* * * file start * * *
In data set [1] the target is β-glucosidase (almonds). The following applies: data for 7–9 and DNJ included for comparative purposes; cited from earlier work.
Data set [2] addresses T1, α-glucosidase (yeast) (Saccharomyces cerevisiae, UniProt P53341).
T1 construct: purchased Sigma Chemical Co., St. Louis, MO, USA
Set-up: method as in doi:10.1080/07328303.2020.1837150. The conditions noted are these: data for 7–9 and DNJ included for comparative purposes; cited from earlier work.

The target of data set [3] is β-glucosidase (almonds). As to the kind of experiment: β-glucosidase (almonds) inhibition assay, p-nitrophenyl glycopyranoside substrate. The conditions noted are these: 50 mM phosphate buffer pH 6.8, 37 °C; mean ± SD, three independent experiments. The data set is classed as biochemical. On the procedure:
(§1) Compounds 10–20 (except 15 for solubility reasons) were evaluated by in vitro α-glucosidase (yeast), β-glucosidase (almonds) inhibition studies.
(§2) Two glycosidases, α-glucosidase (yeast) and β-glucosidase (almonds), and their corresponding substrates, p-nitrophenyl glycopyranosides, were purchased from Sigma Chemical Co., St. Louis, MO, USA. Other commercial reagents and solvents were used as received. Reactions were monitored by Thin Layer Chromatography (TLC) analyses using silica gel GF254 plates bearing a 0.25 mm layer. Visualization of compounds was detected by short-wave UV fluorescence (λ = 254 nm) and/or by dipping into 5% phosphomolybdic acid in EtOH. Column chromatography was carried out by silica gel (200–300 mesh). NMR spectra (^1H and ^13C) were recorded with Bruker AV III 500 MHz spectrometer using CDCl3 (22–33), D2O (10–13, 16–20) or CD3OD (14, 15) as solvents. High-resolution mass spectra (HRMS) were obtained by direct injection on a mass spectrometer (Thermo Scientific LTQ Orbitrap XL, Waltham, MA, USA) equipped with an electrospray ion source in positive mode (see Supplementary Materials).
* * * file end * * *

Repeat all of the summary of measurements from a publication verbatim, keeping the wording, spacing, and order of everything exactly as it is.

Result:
In data set [1] the target is β-glucosidase (almonds). The following applies: data for 7–9 and DNJ included for comparative purposes; cited from earlier work.
Data set [2] addresses T1, α-glucosidase (yeast) (Saccharomyces cerevisiae, UniProt P53341).
T1 construct: purchased Sigma Chemical Co., St. Louis, MO, USA
Set-up: method as in doi:10.1080/07328303.2020.1837150. The conditions noted are these: data for 7–9 and DNJ included for comparative purposes; cited from earlier work.

The target of data set [3] is β-glucosidase (almonds). As to the kind of experiment: β-glucosidase (almonds) inhibition assay, p-nitrophenyl glycopyranoside substrate. The conditions noted are these: 50 mM phosphate buffer pH 6.8, 37 °C; mean ± SD, three independent experiments. The data set is classed as biochemical. On the procedure:
(§1) Compounds 10–20 (except 15 for solubility reasons) were evaluated by in vitro α-glucosidase (yeast), β-glucosidase (almonds) inhibition studies.
(§2) Two glycosidases, α-glucosidase (yeast) and β-glucosidase (almonds), and their corresponding substrates, p-nitrophenyl glycopyranosides, were purchased from Sigma Chemical Co., St. Louis, MO, USA. Other commercial reagents and solvents were used as received. Reactions were monitored by Thin Layer Chromatography (TLC) analyses using silica gel GF254 plates bearing a 0.25 mm layer. Visualization of compounds was detected by short-wave UV fluorescence (λ = 254 nm) and/or by dipping into 5% phosphomolybdic acid in EtOH. Column chromatography was carried out by silica gel (200–300 mesh). NMR spectra (^1H and ^13C) were recorded with Bruker AV III 500 MHz spectrometer using CDCl3 (22–33), D2O (10–13, 16–20) or CD3OD (14, 15) as solvents. High-resolution mass spectra (HRMS) were obtained by direct injection on a mass spectrometer (Thermo Scientific LTQ Orbitrap XL, Waltham, MA, USA) equipped with an electrospray ion source in positive mode (see Supplementary Materials).